By contrast, the confused hum emanating from the right bank proclaims from afar the presence of industry. Rich harvests fill the fields. Elegant homes hint at the taste and fastidiousness of the farmers. Prosperity is apparent everywhere. Man seems rich and content: he is at work.

I spend quite a bit of time in Cincinnati, and it is still a city of industry. My clients there are extremely hardworking. If I eat breakfast in a restaurant, I’m surrounded by business meetings. Tocqueville backs up his Ohio observations with data: population growth, canal construction, even how some Southern enterprises came about due to migrating Northerners.

The dignity of work

Tocqueville is also careful to say he is talking about slavery, not racism. Both sides were racist. In fact, Ohio made it illegal for free blacks to move there or buy property!

But his larger point is really about a willingness to work:

Labor is identified south of the Ohio with the idea of slavery, north of the Ohio with the idea of well-being and progress. To the south it is degraded, to the north honored. On the left bank of the river it is impossible to find workers of the white race; they would be afraid of looking like slaves. For labor, people must rely on the Negro. On the right bank one would search in vain for an idle person. The White applies his industriousness and intelligence to labor of every kind.


Times have changed, of course. But Cincinnati grew up on that northern bank, not the southern. This is probably the reason.

Tocqueville notes that the Ohioan is willing to work and willing to boldly explore “every path that fortune uncovers.” My fellow culture coaches would have called that Ohioan “engaged” or operating out of an “abundance mindset.”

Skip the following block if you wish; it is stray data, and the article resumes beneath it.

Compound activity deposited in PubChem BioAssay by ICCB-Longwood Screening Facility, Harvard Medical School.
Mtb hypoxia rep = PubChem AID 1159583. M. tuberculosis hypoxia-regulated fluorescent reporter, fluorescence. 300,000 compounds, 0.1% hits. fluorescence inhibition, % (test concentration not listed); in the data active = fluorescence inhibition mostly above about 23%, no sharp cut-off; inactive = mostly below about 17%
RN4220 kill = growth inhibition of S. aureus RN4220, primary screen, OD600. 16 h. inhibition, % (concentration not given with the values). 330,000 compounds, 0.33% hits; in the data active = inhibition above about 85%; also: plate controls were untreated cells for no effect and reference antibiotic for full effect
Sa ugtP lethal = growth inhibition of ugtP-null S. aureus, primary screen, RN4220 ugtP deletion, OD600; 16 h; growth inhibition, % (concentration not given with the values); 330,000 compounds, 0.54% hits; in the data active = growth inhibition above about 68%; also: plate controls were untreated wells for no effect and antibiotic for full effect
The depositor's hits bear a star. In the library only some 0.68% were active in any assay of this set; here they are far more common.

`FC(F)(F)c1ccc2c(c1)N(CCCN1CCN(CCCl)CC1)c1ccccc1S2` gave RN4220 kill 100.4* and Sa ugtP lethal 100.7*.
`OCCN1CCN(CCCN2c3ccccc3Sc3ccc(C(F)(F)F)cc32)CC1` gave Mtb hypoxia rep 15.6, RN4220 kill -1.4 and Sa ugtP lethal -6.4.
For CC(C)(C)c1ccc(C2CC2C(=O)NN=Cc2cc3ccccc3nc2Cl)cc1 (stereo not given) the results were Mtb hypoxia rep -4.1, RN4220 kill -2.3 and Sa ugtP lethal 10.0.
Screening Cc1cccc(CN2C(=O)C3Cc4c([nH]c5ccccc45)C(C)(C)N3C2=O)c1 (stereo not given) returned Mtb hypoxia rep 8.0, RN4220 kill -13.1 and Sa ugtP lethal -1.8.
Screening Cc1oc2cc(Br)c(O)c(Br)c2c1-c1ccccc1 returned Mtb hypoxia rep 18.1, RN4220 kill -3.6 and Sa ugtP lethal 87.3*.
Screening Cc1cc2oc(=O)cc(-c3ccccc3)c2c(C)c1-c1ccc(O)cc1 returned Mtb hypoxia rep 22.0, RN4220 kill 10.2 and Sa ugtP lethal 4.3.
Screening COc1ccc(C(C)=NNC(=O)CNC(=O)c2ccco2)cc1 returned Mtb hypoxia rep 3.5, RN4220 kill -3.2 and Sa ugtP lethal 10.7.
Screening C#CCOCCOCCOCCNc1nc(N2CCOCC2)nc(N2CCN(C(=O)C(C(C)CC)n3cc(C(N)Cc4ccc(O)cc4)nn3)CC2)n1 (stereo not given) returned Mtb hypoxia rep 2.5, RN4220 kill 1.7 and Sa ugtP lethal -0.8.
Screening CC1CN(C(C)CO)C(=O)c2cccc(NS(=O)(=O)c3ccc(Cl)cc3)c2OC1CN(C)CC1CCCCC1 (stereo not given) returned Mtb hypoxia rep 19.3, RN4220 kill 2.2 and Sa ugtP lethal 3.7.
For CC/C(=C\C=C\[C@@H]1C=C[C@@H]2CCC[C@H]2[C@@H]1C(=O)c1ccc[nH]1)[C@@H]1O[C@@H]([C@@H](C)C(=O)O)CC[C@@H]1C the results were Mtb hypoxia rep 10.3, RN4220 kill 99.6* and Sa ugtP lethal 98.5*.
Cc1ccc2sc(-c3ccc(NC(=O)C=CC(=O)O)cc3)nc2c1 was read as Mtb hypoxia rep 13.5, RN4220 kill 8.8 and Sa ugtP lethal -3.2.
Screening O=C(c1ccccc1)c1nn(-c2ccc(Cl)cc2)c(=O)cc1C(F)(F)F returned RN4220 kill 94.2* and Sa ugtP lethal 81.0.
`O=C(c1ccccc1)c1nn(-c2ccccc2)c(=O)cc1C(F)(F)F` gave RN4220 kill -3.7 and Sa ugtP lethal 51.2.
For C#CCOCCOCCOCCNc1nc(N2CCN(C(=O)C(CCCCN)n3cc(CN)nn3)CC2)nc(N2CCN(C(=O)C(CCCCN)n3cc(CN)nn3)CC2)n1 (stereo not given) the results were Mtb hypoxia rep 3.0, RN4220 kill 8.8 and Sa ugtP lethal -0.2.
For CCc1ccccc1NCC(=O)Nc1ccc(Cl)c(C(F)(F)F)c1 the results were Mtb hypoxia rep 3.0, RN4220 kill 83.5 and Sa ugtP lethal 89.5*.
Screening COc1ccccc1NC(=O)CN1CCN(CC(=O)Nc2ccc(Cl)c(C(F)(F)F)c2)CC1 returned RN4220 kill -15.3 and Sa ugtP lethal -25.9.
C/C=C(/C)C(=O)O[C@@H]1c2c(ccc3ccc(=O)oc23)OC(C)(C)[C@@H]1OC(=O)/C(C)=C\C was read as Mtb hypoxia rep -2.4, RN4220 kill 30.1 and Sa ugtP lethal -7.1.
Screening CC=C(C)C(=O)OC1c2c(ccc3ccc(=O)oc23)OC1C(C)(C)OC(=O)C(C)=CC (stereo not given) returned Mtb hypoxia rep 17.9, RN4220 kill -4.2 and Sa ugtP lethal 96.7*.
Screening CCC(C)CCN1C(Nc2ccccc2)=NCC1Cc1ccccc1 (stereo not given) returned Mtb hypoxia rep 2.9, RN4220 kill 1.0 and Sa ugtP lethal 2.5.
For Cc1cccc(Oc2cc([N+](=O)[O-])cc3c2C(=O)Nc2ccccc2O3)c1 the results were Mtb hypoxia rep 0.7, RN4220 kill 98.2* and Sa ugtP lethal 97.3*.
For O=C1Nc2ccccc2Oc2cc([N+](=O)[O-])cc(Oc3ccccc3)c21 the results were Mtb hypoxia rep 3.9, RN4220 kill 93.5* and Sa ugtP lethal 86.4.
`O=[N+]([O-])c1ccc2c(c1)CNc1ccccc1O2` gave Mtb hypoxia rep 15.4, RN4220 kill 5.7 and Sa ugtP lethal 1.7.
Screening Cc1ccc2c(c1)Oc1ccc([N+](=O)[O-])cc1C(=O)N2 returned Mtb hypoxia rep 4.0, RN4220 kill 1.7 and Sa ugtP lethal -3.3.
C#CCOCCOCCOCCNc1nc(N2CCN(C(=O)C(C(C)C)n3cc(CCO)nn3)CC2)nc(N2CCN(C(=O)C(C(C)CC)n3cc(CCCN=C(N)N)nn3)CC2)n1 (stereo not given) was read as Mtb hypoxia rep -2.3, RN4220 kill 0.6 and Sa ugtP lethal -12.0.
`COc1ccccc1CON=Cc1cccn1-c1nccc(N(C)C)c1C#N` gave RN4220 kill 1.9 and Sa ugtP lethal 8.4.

This is why coaching is such a huge opportunity. Coaching is conversation to help someone reach awareness and take action. It is the very opposite of treating a person like an instrument to do work. Instead you treat them like the person they are. There is dignity in humanity and in their work.

But we still have slaves: machines.

“A curious machine.”

Machines launder our clothes. Simplify our cooking. Courier our messages. Increase our efficiencies in almost every way. One of these machines fits in our pockets and provides us infinite distractions.

We are all tempted to leisure. And in many senses of the word, we don’t need to work.

Maybe we are the slaves now, chained to our devices for leisure, chained to our busyness for meaning.

Years ago, I read “Twilight” by John W. Campbell Jr., a 1930s short story about a time traveler who visits the far future only to find that cities are mostly empty. Technology meets all human needs–so humans are dependent. Without anything to strive for, they begin to waste away, dying off for lack of activity. Before he leaves, the time traveler brings about one more machine, “a curious machine,” hoping to spark the content-but-pitiful humans into initiative and growth.

Will we waste away in luxurious boredom?

Or will our constant–if shallow–activity drive us to anxiety, even violence?

Like the Ohioans of the 1830s, we need to be bold, constant explorers. We need to “wrestle and grow.”

I don’t know how much time we have. But I want us to be on the correct bank of the river.

If this has stoked your imagination, here are some further questions to explore.

Do you need to do the hard mental/emotional work of dialogue?

Do your people see their craft or trade as honorable work?

Do you see meaning and purpose beyond the work?